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Resist the Script: Antibiotic Overuse in Pneumonia — An Expert Roundtable

Become educated about the role of climate change. Increases in coccidioidomycosis, avian influenza, Hantavirus, and aspergillosis have all been noted to increase in areas with changes in ambient temperature or rainfall.7 The old and young may be more susceptible to rapid changes in conditions. Climate change has already been found to increase rates of COPD and asthma, which increase the risk for infection.

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  • Gene Deficiency Linked to Increased Pneumonia Survival

    Klebsiella pneumoniae is a germ that causes pneumonia, with a mortality that can reach up to 70 percent when infection spreads to other organs. Current, antibiotic treatment often fails due to development of antibiotic resistance, so there is an urgent need for new therapies. We have found a deficiency in a gene called Chit1, present in up to 20 percent of humans, gives mice a significant advantage during pneumonia. Absence of this gene helps mice limit bacterial spread to other organs and increase survival with or without antibiotic use. Understanding the mechanisms of the advantage provided by Chit1 deficiency will help to develop new therapies that can boost the host defense against bacterial infection to reduce mortality.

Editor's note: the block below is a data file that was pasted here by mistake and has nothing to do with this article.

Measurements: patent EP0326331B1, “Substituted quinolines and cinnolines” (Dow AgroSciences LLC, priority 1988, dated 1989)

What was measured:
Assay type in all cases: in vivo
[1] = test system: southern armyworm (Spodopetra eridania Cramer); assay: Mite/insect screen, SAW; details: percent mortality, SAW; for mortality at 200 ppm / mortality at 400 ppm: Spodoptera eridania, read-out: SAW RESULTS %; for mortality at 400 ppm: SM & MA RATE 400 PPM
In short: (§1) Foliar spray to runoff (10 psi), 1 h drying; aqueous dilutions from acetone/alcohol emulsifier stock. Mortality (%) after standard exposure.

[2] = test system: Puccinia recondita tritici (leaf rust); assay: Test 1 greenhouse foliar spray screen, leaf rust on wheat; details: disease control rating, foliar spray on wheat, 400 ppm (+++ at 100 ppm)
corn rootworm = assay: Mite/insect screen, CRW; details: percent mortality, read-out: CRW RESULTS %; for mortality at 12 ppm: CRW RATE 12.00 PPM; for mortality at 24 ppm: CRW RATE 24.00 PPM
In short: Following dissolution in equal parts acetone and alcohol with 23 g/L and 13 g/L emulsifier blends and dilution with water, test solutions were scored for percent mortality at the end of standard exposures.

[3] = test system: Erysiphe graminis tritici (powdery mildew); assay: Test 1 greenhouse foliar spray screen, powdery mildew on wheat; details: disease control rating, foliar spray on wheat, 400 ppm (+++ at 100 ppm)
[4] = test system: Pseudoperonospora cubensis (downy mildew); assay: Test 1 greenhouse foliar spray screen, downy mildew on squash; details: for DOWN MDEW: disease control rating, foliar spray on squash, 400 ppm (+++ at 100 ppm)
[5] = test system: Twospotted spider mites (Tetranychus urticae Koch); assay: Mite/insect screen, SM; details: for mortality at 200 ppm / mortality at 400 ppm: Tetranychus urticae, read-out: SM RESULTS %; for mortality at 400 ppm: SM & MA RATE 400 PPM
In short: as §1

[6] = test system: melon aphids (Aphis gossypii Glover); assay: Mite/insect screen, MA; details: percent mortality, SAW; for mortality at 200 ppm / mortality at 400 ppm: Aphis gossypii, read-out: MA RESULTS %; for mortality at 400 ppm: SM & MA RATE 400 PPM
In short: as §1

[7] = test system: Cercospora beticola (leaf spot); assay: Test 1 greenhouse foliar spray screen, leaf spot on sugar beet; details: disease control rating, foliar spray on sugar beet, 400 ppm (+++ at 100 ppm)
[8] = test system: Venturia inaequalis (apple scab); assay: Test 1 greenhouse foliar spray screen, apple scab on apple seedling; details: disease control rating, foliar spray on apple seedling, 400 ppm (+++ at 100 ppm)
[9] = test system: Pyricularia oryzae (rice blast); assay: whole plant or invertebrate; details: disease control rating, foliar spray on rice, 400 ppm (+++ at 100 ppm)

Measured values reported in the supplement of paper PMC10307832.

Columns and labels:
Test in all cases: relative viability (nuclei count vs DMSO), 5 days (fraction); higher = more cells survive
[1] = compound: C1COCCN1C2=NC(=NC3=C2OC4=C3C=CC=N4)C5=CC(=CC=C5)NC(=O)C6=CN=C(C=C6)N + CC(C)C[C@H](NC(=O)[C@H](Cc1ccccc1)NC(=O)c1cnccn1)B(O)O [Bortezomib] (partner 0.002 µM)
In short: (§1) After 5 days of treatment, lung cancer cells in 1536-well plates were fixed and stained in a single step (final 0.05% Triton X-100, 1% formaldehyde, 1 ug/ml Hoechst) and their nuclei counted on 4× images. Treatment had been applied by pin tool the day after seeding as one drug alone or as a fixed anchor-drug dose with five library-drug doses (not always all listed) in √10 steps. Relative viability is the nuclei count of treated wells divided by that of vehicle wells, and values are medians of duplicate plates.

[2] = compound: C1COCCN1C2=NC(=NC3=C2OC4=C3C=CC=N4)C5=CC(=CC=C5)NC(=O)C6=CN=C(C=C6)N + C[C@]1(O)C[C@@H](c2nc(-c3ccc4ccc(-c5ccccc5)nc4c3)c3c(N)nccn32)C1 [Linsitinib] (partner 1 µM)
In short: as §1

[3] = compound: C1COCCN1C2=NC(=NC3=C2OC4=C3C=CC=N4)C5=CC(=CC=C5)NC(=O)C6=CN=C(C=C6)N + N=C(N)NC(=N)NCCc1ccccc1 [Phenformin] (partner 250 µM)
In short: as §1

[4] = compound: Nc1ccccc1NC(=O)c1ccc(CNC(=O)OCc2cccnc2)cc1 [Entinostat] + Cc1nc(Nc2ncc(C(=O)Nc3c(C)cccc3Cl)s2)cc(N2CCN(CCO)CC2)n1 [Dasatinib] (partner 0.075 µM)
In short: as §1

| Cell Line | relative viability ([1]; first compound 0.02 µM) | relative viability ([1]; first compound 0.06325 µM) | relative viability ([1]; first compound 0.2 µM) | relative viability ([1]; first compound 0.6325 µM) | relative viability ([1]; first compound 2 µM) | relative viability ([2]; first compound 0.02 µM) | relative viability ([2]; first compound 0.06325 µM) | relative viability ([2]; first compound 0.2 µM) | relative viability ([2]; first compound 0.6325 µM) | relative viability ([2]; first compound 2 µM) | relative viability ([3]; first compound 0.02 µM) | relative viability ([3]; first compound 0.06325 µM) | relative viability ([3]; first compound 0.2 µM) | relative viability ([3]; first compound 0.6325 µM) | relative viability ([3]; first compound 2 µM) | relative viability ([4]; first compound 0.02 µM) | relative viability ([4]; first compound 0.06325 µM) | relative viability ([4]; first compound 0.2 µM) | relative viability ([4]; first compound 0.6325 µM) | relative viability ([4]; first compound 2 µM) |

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  • Q&A: New CPIRT director on lung infections, antibiotics, and climate change

    This summer, the new Yale Center for Pulmonary Infection Research and Treatment (CPIRT) held its first meeting, with the goal of breathing fresh air into the science of lung infection. Conceived by associate professor Dr. Charles Dela Cruz as a cross-disciplinary hub for investigators, CPIRT brings together innovative minds from basic, translational, and clinical research areas across Yale. The center’s ultimate aim is to develop better treatments for both acute and chronic ailments — from pandemic flu to emphysema — that are affected by lung infections.

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  • No Drop in VAP Rates, Study Contends

    Contrary to previously reported numbers from the Centers for Disease Control and Prevention (CDC), ventilator-assisted pneumonia (VAP) rates have not declined, but have remained near 10% since 2005, according to data from the Medicare Patient Safety Monitoring System (MPSMS).

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  • Infections Linked to Hospital Respirators Still Pose Risks to Patients

    A new report out of the University of Connecticut is raising concern about hospital-acquired infections from respirators. The paper looked at VAP or ventilator-associated pneumonia. That's an infection acquired in a hospital after a patient is put on a respirator, which can increase the length of stay, costs, and mortality.

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  • What Pneumonia Experts Say About Clinton’s Case

    If Hillary Clinton brushed aside medical advice to rest after getting a diagnosis of mild pneumonia, she was risking developing a more serious case, medical experts said Monday. Pneumonia — which leads to infiltration of fluid into the lungs, leaving a patient short of breath and often feverish but still able to function — can become serious or even fatal if it is not properly treated, doctors said.

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